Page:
By Megan Cartwright

I lurch toward the bathroom, gelatinous, slipping along the chrome handrail,
dissolving into stark white ceramics.
The clot slides from my body with an unlikely plop,  
as if the sound was illustrated in a comic strip,
a fleshy mound that glistens graffiti-bright under fluorescent light. 

I wonder if I am dying. 

There is the crack of skull, a slap of skin on tile. 
My face pale as the porcelain toilet bowl. 
I am borderless, an unanswered question floats above my head. 

I dream I am an ant.

Curious, separated from the army, directing my alternating gait  
across terrain painted in flat colours,   
scuttering from frame to frame, receptors steeped in the metallic tang.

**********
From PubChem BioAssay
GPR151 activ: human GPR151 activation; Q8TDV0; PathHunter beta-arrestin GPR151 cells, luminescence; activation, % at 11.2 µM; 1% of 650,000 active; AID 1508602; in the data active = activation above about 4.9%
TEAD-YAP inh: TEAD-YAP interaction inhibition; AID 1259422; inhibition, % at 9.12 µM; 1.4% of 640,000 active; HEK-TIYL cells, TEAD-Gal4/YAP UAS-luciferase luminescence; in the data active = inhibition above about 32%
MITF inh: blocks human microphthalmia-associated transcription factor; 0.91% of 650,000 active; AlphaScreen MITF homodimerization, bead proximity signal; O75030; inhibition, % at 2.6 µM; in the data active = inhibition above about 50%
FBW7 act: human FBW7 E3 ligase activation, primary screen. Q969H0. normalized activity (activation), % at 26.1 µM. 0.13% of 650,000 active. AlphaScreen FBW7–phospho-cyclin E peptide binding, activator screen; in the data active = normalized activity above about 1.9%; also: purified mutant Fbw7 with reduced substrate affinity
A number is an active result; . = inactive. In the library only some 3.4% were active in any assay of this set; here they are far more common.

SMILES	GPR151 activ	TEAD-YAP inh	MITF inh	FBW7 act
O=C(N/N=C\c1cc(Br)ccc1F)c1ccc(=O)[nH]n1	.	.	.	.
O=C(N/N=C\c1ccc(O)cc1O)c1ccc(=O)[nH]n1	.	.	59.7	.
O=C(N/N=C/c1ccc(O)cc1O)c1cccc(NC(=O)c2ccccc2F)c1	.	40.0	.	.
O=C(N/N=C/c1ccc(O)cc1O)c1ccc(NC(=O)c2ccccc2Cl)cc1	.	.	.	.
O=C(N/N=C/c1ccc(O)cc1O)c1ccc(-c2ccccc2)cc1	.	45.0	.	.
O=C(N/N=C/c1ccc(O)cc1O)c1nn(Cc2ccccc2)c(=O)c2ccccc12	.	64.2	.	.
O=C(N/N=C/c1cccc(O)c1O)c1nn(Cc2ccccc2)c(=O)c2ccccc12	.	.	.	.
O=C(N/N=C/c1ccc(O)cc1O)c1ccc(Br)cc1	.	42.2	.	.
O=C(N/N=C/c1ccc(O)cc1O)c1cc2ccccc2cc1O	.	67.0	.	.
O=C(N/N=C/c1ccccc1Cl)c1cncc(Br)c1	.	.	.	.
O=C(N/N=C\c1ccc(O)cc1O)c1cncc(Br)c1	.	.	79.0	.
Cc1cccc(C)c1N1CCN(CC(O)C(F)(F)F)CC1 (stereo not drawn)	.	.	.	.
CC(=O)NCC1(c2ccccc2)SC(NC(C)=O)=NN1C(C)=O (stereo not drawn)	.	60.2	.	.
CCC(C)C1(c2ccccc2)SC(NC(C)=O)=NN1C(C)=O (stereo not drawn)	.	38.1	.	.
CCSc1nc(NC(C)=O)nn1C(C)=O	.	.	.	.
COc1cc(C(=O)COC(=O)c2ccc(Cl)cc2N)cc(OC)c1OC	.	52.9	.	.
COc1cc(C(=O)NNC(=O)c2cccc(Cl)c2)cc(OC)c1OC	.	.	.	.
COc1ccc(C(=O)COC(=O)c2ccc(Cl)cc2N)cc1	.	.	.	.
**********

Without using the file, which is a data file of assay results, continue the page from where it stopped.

Tacky, the coagulating shell, 
my ant-self burrowing deep into the pulp.
The scabbed surface seeps bright red and yolky, 
Insectile, I dwell.

The nurse finds me, there is the click of her master/mistress key.
A vague figure shaded in cross-hatching, 
she guides me back to bed, 
and tells me never mind the sticky floor, the bloodied footprints.

These are markers for the colony.


Megan Cartwright is an Australian college teacher and poet. Her work has appeared in Arteidolia Press’ ‘Swifts&Slows’, Authora Australis, Blue Bottle Journal, Meniscus Journal, October Hill Magazine, and oddball magazine. She has poems forthcoming in Book of Matches Lit Mag, Swim Meet Lit Mag, Tabula Rasa Review and Quadrant Magazine.

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